Group Interaction – perhaps I should express this more as player/GM interaction or player/world interaction. But honestly, as I think back over the groups and games I’ve loved the most, some of the most important and challenging play has been between players – leaving the GM to watch in awe just like everyone else. When given the chance, I’ve found that players will surprise even the savviest GM with the immensely poignant decisions they’ll make. I think that players can challenge each other, challenge the GM, and challenge the “rules” and that they should do that whenever they can — in a respectful way to their fellow gamers, of course.
I remember one Star Wars game. We were playing Jedi. One of our number had unwittingly set off a dark side doomsday device underneath a planet. The surface and the people who lived there were doomed. We were frantically trying to evacuate the planet, keep as many people as we could safe, and fight off the dark side. The session after the disaster, a new player joined the group. He played the role of a young Jedi, fresh from the Academy, a little arrogant, and a little sheltered by his master. When he got to the planet and saw what had happened, he basically started his first conversation with our existing PCs with something like, “well, based on what you’ve done here – it’s a good thing some real Jedi are taking charge of the situation.” It was awesome. Words were exchanged, tempers (in character) flared. Our frazzled, exhausted Jedi who had been on the front lines were incredibly challenged by this guy. Unfortunately, he didn’t keep it up. After that first encounter he just fell in with us and kinda stopped pushing our buttons. It was odd. We told him how much we loved his challenging us, that we thought it was awesome… but he didn’t keep it up. I would have loved to have seen how that all played out if he’d kept that edge – that intensity. Of course, it was his character, so we only pushed so much, but what a game it might have been if he’d shown us that side a little more.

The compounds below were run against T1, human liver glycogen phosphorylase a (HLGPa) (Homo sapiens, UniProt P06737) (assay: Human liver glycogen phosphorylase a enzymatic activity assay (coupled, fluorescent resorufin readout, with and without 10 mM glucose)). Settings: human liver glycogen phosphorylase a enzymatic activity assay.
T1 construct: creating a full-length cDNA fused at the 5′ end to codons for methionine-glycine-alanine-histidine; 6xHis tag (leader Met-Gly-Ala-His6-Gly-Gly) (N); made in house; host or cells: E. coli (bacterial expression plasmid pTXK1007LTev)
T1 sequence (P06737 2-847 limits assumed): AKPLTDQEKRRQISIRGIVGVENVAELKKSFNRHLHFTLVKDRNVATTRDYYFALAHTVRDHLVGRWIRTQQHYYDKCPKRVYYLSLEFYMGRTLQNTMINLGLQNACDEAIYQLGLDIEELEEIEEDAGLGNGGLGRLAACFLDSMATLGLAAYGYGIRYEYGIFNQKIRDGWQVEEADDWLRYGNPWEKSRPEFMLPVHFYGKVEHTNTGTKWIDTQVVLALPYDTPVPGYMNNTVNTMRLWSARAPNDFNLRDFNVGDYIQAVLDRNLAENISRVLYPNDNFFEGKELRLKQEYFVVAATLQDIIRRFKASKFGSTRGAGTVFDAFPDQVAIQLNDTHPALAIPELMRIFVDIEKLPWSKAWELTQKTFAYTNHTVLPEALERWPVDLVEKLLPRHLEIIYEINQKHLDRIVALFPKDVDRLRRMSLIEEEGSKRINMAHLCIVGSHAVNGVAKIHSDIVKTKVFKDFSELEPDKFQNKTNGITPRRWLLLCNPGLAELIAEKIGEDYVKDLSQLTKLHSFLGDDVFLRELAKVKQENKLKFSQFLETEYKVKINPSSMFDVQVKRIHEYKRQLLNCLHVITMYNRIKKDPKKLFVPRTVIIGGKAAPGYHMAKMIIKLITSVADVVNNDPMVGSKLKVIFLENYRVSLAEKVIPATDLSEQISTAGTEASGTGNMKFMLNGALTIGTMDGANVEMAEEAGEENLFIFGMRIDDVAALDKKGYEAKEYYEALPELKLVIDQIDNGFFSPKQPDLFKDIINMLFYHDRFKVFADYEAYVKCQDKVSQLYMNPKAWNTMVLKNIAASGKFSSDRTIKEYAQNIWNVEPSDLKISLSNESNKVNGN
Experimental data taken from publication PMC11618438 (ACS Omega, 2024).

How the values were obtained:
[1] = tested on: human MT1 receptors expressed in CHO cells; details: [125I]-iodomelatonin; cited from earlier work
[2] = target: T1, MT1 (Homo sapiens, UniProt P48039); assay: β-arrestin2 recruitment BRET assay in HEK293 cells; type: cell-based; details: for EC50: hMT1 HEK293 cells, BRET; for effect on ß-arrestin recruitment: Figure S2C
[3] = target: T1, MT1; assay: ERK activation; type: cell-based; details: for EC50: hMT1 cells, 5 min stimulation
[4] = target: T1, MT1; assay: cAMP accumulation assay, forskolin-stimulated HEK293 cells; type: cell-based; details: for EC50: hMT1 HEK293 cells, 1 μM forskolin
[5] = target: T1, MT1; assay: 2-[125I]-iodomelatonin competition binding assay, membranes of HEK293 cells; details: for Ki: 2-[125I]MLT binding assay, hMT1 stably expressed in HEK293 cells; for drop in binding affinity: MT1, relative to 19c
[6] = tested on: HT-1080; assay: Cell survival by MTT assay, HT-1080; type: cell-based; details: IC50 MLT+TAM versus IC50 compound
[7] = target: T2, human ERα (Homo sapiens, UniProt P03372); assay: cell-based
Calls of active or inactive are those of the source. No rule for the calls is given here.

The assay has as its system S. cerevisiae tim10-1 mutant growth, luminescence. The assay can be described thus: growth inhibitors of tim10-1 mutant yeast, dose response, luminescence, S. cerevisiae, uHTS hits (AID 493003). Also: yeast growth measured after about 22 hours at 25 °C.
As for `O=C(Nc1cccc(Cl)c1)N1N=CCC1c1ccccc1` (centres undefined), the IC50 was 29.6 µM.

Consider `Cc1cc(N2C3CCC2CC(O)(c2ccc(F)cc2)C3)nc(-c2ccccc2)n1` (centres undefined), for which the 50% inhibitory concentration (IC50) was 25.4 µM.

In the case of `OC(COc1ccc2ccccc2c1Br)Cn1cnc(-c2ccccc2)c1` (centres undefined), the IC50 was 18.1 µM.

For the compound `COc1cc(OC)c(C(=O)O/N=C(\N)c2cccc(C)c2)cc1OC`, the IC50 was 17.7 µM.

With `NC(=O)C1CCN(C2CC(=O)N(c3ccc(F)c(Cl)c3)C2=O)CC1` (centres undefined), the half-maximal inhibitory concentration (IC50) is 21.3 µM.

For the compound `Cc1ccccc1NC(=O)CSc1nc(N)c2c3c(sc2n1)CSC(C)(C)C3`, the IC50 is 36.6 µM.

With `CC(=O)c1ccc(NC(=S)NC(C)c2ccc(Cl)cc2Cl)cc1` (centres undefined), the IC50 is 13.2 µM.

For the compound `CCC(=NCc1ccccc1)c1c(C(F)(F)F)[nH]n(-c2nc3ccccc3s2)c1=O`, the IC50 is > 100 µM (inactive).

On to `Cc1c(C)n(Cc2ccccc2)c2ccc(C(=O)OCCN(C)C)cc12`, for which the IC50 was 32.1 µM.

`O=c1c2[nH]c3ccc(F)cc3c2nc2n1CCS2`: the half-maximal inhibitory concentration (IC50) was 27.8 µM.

Examples aside, I think that gaming, RPGs, like anything else take practice and commitment to be good at. And even though I’m a big fan of lots of different games, I really don’t think that “system mastery” is what I’m talking about. I’m talking about developing the skill and confidence to show up at the gaming table and “bring it.” To ham it up and be willing to share a potentially difficult, emotional, social experience with other people. I think the challenges, whether they stem from the rules interaction or social interaction should be hard. And if you need to lose, sacrifice a character, or whatever, remember – the story is not about your character (singular) its about you playing as a player (and if that means characters (plural) then so be it).
Is there a place for “easy mode?” I think so. Some nights I just want to kill Stormtroopers. I get it. But if most sessions are like that then what’s at stake? What are we – as players – getting out of the experience? Play Hard. I think its a lesson we could all do well to remember sometimes… myself included.
As always, thanks for reading.